The first draft of The Vanishing Room is complete; that’s more than thirty chapters of delicately spun fiction that needs to survive the critical deductions of countless smart readers. Thinking about this drowns me with paranoia. What if something doesn’t fit? What if there is a latent ice-box moment waiting to spoil the readers’ enjoyment?
To counteract the effects of this anxiety, I am making use of a number of tricks and techniques that I hope to uncover inconsistencies and weaknesses before anyone else reads the manuscript. I thought I’d share some of the tricks for anyone who is interested.
You just can’t research too much. I’m sketching my plot around real places and setting the story in a real year. For the places, I need to view lots of photographs and read broadly enough to be able to represent the locations fairly and accurately. This also means getting out into the real world to see these places for myself, because you need to submerge more than just your eyes if you want to write about a place. By breathing in the air, drowning in the sounds, and feeling the dirt between your toes you can describe how the place makes you feel. Without engaging these other senses, the places become thin and lifeless.
I’m a fan of using real dates. Not just a year, but the months and days in that year. The Vanishing Room begins on 26th October 2015. That was a Monday. It was generally cool in France in this week – between 16°C and 22°C and with only a brief splash of rain. There was a full-moon on the 27th October, although it would have looked full for a few days. Although 2015 is only a few years ago, I checked that the modes of transport existed, and what stations and airports would have been called at that time. There had been terrible floods on the French Riviera early that month, a number of shocking terrorist attacks, and a plane crash in the alps that was attributed to the suicide of the co-pilot. Serena Williams won the French Open at Roland Garos. Chris Froome won the Tour de France.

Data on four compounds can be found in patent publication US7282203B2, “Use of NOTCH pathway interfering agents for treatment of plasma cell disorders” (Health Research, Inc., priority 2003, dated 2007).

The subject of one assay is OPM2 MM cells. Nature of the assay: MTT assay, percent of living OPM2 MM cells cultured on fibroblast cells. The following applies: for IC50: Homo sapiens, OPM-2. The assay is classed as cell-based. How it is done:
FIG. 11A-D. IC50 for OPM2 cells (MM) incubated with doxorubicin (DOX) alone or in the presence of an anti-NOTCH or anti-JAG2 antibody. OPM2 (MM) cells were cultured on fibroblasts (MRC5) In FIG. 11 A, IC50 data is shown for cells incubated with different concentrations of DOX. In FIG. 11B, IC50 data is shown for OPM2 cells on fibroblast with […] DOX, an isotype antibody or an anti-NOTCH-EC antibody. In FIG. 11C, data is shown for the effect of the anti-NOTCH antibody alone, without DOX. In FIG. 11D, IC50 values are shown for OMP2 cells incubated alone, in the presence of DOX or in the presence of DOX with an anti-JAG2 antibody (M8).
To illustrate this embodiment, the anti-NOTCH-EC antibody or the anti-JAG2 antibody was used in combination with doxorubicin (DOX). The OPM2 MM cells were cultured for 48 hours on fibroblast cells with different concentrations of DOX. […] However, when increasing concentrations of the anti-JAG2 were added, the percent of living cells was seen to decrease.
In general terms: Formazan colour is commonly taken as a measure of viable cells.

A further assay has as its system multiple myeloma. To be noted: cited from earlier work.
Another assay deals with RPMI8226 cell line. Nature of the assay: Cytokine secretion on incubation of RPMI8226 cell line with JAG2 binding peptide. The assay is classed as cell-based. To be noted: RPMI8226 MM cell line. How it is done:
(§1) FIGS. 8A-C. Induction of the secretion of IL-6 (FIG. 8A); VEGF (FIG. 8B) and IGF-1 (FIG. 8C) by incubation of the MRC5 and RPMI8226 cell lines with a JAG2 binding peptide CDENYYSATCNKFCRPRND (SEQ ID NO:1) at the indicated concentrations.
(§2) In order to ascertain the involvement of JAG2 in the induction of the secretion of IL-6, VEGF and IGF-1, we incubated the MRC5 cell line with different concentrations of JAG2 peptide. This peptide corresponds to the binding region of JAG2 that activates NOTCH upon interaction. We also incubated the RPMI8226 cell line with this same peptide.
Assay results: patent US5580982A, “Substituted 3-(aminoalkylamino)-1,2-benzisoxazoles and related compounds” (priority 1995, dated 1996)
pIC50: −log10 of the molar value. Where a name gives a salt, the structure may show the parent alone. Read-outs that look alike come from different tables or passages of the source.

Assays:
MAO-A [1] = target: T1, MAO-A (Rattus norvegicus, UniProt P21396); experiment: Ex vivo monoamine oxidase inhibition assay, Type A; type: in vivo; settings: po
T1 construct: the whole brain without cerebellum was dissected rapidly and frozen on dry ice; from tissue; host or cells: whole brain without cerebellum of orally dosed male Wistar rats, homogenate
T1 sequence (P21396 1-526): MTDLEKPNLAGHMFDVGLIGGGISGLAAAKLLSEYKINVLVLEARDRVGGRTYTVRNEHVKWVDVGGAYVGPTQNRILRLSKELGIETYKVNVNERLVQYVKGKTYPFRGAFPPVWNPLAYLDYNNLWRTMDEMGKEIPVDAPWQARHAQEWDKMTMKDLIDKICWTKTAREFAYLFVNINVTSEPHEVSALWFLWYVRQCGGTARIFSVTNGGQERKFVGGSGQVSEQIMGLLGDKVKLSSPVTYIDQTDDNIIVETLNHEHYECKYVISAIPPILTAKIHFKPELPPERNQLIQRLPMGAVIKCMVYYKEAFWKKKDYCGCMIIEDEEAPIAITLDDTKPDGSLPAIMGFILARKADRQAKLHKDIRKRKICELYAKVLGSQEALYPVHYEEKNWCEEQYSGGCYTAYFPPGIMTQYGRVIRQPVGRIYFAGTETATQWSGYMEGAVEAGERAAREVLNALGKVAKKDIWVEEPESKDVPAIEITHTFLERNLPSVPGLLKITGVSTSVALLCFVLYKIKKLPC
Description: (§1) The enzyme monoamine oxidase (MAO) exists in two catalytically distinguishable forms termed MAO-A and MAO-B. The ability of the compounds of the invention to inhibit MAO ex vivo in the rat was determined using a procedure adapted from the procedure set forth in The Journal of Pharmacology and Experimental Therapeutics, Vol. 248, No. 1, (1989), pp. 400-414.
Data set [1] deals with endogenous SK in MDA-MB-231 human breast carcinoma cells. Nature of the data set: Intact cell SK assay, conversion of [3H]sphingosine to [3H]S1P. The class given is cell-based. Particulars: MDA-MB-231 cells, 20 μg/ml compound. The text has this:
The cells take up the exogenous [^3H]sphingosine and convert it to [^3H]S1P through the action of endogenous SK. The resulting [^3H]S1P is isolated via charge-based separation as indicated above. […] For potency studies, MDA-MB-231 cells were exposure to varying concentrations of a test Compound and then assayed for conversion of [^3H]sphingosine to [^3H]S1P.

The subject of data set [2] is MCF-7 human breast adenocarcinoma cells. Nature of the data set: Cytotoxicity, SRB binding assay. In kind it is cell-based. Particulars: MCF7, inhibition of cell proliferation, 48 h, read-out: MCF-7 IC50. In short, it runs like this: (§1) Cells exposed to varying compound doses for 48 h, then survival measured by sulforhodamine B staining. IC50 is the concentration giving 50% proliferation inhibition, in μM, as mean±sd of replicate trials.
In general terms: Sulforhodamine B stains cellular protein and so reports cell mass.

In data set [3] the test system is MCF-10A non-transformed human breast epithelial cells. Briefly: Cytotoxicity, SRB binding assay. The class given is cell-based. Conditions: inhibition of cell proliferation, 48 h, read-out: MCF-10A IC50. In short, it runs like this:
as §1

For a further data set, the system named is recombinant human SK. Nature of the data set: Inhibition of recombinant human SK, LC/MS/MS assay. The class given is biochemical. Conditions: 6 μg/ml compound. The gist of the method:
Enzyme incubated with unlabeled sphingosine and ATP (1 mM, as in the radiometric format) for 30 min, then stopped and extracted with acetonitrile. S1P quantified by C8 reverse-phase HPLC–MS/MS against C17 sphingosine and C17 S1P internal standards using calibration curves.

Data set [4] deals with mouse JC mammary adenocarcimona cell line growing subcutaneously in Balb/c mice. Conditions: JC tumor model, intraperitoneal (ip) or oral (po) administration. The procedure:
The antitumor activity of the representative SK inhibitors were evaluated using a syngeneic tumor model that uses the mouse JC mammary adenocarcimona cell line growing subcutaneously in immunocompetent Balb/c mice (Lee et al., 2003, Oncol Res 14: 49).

This is just a flavour of what you’ll find when you start to fill in the background of times and places. You’ll read a great deal, but use just a little. I suppose you could say that you are after the zest of the year rather than the whole lemon.
Given that you created the people and plot in your story, you’d think you’d need to research them less. I find that the complex web of fiction needs more research and cross-checking than real life. When it comes to real life, it is naturally credible (even when it seems incredible). Fiction needs a lot of care and attention to maintain credibility. Mistakes can range from a simple continuity errors, to plot disconnects that break the entire illusion.
To help expose these problems, I create a visual representation of each chapter on an A3 sheet. I use small sticky-notes to connect characters and events to their times and places. This highlights many kinds of issue, for example where people leave the room but then speak, or when a return journey doesn’t match the outward leg. By re-scanning this visual map, you can also detect bigger problems in your story that aren’t obvious at street-level when you are working on the text itself.
I need constant reminders of some things, such as how a character senses and responds to a place, person, or event. I proof-read with flash cards to remind me to test out a chapter against these easy-to-neglect writing elements.
Rest Those Tired Eyes
The final trick I use is to use text-to-speech, or a willing friend, to read the book out loud. Listening to the story instead of reading it suddenly exposes issues with the plot, and with the words themselves. By switching the input method, you notice different parts of the work.
This is worth repeating several times – and after major revisions.
This is just a selection of ideas that help me with my writing – and with my mental state while writing. You may find some of them are useful to you too.
S. M. Fenton